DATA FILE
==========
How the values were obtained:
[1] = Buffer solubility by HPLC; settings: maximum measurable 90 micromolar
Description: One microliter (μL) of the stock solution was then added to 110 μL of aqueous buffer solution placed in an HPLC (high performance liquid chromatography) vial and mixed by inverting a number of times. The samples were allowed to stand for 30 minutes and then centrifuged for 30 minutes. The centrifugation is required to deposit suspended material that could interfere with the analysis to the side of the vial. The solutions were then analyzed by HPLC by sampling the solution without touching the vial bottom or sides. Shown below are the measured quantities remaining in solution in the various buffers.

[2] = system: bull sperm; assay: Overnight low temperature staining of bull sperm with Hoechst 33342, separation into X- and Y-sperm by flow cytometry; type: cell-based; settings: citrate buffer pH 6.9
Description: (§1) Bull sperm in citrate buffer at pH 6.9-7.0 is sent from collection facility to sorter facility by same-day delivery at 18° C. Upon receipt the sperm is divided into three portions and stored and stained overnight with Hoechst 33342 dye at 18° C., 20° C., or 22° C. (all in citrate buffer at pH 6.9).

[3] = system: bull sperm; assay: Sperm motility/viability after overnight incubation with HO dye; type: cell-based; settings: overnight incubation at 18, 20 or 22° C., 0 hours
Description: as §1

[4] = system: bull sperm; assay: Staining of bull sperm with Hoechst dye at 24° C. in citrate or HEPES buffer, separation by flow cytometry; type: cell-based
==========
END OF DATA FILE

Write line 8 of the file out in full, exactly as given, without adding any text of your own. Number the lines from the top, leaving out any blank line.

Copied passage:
[4] = system: bull sperm; assay: Staining of bull sperm with Hoechst dye at 24° C. in citrate or HEPES buffer, separation by flow cytometry; type: cell-based